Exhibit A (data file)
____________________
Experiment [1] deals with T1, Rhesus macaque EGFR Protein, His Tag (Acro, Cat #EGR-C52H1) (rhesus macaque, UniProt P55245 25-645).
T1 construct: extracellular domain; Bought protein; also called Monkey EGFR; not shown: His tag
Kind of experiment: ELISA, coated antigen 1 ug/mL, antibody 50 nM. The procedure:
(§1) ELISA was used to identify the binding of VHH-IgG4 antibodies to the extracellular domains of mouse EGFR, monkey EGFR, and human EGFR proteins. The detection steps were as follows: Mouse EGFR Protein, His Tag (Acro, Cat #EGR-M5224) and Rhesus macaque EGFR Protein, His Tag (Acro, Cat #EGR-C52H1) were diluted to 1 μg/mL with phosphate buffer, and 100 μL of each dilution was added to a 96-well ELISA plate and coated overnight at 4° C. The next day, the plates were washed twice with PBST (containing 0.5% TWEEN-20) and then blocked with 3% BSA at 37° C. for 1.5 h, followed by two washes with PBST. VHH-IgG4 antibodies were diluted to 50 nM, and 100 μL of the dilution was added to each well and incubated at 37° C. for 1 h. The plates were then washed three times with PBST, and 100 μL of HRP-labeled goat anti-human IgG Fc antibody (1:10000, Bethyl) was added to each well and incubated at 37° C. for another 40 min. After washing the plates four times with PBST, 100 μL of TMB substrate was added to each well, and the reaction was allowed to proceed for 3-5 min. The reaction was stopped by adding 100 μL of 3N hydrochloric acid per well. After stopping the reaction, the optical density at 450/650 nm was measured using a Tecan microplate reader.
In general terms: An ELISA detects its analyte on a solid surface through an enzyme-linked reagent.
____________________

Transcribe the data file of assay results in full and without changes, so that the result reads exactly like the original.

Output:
Experiment [1] deals with T1, Rhesus macaque EGFR Protein, His Tag (Acro, Cat #EGR-C52H1) (rhesus macaque, UniProt P55245 25-645).
T1 construct: extracellular domain; Bought protein; also called Monkey EGFR; not shown: His tag
Kind of experiment: ELISA, coated antigen 1 ug/mL, antibody 50 nM. The procedure:
(§1) ELISA was used to identify the binding of VHH-IgG4 antibodies to the extracellular domains of mouse EGFR, monkey EGFR, and human EGFR proteins. The detection steps were as follows: Mouse EGFR Protein, His Tag (Acro, Cat #EGR-M5224) and Rhesus macaque EGFR Protein, His Tag (Acro, Cat #EGR-C52H1) were diluted to 1 μg/mL with phosphate buffer, and 100 μL of each dilution was added to a 96-well ELISA plate and coated overnight at 4° C. The next day, the plates were washed twice with PBST (containing 0.5% TWEEN-20) and then blocked with 3% BSA at 37° C. for 1.5 h, followed by two washes with PBST. VHH-IgG4 antibodies were diluted to 50 nM, and 100 μL of the dilution was added to each well and incubated at 37° C. for 1 h. The plates were then washed three times with PBST, and 100 μL of HRP-labeled goat anti-human IgG Fc antibody (1:10000, Bethyl) was added to each well and incubated at 37° C. for another 40 min. After washing the plates four times with PBST, 100 μL of TMB substrate was added to each well, and the reaction was allowed to proceed for 3-5 min. The reaction was stopped by adding 100 μL of 3N hydrochloric acid per well. After stopping the reaction, the optical density at 450/650 nm was measured using a Tecan microplate reader.
In general terms: An ELISA detects its analyte on a solid surface through an enzyme-linked reagent.